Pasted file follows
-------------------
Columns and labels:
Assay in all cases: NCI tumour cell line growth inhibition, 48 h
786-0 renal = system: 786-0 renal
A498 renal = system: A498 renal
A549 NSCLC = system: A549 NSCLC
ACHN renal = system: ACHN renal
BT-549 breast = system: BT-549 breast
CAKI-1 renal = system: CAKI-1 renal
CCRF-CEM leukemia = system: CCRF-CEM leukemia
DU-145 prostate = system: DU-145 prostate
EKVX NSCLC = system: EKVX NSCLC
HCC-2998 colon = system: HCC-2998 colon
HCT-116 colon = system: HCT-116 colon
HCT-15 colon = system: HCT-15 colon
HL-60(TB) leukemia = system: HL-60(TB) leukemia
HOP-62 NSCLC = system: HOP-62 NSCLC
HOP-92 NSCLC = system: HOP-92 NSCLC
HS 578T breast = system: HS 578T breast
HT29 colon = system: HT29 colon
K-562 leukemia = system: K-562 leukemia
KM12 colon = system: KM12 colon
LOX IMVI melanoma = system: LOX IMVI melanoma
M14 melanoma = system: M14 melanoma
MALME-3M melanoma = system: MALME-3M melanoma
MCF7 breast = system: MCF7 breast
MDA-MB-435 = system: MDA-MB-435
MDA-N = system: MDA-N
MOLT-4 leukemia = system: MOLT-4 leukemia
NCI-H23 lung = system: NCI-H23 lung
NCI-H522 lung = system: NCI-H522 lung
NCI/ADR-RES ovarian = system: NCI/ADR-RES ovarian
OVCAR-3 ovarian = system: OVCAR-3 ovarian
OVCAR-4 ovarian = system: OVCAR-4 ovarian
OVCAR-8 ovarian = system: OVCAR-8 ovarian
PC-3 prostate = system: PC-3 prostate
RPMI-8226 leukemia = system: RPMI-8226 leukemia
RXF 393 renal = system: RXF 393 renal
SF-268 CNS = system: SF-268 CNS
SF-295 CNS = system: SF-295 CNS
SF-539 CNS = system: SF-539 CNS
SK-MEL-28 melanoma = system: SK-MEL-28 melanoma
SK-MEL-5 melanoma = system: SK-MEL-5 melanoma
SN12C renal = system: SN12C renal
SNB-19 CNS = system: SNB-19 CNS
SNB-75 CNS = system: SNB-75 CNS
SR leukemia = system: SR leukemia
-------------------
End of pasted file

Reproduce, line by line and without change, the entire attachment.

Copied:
Columns and labels:
Assay in all cases: NCI tumour cell line growth inhibition, 48 h
786-0 renal = system: 786-0 renal
A498 renal = system: A498 renal
A549 NSCLC = system: A549 NSCLC
ACHN renal = system: ACHN renal
BT-549 breast = system: BT-549 breast
CAKI-1 renal = system: CAKI-1 renal
CCRF-CEM leukemia = system: CCRF-CEM leukemia
DU-145 prostate = system: DU-145 prostate
EKVX NSCLC = system: EKVX NSCLC
HCC-2998 colon = system: HCC-2998 colon
HCT-116 colon = system: HCT-116 colon
HCT-15 colon = system: HCT-15 colon
HL-60(TB) leukemia = system: HL-60(TB) leukemia
HOP-62 NSCLC = system: HOP-62 NSCLC
HOP-92 NSCLC = system: HOP-92 NSCLC
HS 578T breast = system: HS 578T breast
HT29 colon = system: HT29 colon
K-562 leukemia = system: K-562 leukemia
KM12 colon = system: KM12 colon
LOX IMVI melanoma = system: LOX IMVI melanoma
M14 melanoma = system: M14 melanoma
MALME-3M melanoma = system: MALME-3M melanoma
MCF7 breast = system: MCF7 breast
MDA-MB-435 = system: MDA-MB-435
MDA-N = system: MDA-N
MOLT-4 leukemia = system: MOLT-4 leukemia
NCI-H23 lung = system: NCI-H23 lung
NCI-H522 lung = system: NCI-H522 lung
NCI/ADR-RES ovarian = system: NCI/ADR-RES ovarian
OVCAR-3 ovarian = system: OVCAR-3 ovarian
OVCAR-4 ovarian = system: OVCAR-4 ovarian
OVCAR-8 ovarian = system: OVCAR-8 ovarian
PC-3 prostate = system: PC-3 prostate
RPMI-8226 leukemia = system: RPMI-8226 leukemia
RXF 393 renal = system: RXF 393 renal
SF-268 CNS = system: SF-268 CNS
SF-295 CNS = system: SF-295 CNS
SF-539 CNS = system: SF-539 CNS
SK-MEL-28 melanoma = system: SK-MEL-28 melanoma
SK-MEL-5 melanoma = system: SK-MEL-5 melanoma
SN12C renal = system: SN12C renal
SNB-19 CNS = system: SNB-19 CNS
SNB-75 CNS = system: SNB-75 CNS
SR leukemia = system: SR leukemia